Number 9: Powerstone 2
The first of many fighting game series that had its heyday on Sega’s bulky white box, the sequel to one of its launch titles exploded beyond its predecessor’s brilliance with one simple inclusion: 4-fighter multiplayer. Sure, adding more characters, stages, and bells and whistles aided the transition, but it was the new ability to beat the crap out of 3 of your friends that made Powerstone 2 a deviously good time. The series’ trademark 3-D arenas filled with interactive improv-weaponry successfully combined the cave-man thrill of the beat-em-up with the more timing-sensitive, built-up rage combat of then-modern fighters. There was even a new “adventure” mode that had story-mode style progression and the additional thrill of an inventory filled with painful goodies, all kindly included for those of us without friends. PSP owners can now own the entire series, but for the time of its release, Powerstone 2 was one of the leading causes of violence among friends.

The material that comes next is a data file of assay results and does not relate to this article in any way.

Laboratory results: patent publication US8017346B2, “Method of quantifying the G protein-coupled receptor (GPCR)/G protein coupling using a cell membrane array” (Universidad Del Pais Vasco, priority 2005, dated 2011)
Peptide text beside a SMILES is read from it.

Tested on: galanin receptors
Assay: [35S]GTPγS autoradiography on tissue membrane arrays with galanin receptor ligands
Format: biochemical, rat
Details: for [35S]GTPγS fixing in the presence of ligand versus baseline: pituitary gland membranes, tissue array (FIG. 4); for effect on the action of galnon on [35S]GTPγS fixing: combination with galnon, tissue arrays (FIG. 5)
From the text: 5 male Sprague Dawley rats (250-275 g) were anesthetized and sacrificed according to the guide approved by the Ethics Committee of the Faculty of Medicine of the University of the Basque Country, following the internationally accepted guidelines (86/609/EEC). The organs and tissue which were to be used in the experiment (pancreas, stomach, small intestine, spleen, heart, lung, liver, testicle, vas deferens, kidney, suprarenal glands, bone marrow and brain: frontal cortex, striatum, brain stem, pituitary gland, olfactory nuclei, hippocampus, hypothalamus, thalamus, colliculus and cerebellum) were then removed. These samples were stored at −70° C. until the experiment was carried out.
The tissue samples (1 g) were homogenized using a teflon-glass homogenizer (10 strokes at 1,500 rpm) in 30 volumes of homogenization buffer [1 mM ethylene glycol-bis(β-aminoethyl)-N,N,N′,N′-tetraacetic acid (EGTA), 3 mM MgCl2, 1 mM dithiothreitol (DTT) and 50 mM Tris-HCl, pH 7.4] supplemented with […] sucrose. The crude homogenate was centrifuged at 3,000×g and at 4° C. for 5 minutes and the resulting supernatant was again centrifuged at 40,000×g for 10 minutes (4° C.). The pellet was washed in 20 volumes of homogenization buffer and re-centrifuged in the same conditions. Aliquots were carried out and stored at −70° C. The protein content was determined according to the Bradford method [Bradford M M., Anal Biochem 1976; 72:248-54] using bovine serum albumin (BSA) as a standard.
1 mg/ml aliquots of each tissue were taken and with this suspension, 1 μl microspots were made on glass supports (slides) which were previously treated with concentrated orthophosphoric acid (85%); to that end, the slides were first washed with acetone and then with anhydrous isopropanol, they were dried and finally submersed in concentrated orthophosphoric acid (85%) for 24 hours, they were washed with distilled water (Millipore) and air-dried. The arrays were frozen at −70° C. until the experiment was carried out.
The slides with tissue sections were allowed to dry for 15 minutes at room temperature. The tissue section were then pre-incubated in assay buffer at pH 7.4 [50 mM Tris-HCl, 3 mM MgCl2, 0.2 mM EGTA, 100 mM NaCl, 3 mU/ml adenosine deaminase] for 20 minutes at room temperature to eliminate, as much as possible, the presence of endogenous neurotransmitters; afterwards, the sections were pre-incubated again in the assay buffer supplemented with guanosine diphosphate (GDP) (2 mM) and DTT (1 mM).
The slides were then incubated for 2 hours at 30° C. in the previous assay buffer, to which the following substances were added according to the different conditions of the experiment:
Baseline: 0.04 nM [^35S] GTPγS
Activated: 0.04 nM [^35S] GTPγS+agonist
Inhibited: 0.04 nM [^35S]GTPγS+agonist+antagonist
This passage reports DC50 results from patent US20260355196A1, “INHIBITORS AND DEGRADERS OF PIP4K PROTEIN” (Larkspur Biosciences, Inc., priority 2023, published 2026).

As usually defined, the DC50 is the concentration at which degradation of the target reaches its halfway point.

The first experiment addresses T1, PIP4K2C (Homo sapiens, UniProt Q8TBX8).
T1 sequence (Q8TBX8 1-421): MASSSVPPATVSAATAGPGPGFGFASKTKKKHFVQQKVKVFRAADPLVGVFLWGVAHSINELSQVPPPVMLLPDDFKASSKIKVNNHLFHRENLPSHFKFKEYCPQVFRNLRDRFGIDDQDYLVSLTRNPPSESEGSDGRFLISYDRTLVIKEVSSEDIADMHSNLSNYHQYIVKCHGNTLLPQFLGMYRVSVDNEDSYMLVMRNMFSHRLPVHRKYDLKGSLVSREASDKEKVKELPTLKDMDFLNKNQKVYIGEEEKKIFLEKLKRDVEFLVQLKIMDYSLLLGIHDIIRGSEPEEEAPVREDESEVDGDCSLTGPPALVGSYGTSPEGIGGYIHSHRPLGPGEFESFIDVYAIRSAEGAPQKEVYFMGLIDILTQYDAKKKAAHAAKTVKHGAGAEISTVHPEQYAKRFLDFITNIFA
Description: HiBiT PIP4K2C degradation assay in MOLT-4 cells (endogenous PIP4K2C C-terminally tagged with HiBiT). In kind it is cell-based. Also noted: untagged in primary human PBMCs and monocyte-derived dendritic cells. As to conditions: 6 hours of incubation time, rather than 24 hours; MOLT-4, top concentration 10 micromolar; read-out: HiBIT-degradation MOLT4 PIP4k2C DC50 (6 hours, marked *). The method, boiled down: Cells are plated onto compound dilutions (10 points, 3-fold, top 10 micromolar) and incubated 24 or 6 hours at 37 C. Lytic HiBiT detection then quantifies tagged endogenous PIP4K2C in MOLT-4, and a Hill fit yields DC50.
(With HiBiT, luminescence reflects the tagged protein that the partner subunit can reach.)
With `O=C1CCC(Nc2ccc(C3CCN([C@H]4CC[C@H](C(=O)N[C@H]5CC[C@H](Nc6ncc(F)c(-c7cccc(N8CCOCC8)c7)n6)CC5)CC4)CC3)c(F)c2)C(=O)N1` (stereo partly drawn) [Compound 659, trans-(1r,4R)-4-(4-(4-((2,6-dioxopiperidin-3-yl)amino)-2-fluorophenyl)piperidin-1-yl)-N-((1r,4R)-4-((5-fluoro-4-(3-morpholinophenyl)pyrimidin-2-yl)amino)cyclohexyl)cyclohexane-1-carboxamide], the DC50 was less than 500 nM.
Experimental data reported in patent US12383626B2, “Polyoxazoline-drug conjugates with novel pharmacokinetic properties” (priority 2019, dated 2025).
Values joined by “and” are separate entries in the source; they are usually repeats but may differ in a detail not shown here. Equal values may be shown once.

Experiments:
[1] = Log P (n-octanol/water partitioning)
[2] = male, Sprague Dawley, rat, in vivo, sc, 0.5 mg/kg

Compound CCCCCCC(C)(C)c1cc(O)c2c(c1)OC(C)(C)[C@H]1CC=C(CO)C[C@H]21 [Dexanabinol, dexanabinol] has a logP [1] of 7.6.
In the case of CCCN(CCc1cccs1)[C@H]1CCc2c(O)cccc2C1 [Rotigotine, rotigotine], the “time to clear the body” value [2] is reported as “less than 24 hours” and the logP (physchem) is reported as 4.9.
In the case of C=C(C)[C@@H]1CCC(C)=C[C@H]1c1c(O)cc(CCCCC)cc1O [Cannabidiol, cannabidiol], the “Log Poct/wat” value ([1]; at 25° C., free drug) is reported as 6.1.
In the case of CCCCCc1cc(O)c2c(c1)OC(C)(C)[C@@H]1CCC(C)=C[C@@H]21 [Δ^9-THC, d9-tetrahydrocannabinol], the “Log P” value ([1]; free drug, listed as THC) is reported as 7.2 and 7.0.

Number 8: Virtua Tennis
The greatest example of Dreamcast-online action, Sega’s own sports title revolutionized the Tennis video game market, by being the first good one available on console. Remaining one of the best sports games ever made, if just barely, Virtua Tennis was the perfect blend of easy to learn, difficult to master controls and addictive gameplay that had players of all varieties duking it out for hours on the couch or across the internet connection. The series has carried this formula across into the next and current generation, and the formula still manages to be one of the greatest experiences you can have despite having no knowledge of how to play the actual game. The best part? It doesn’t feature Mario.
Number 7: Resident Evil: Code Veronica
Yes, yet another multi-platform release to don a console-exclusive list, but for over a year, no other console had their grimy little hands on one of the better titles in the revolutionary survival horror franchise. It boasted some of the console’s best graphics at screenshot-glance, and the proven Resident Evil formula still frightened without the need for obtuse action sequences. Sure, saying its the second best story in the Resident Evil franchise is like saying it’s the second least painful flick at the groin, but it’s solid length and technical prowess provided more than enough incentive for Dreamcast owners to dangle the release over other console owner’s heads…while they still could.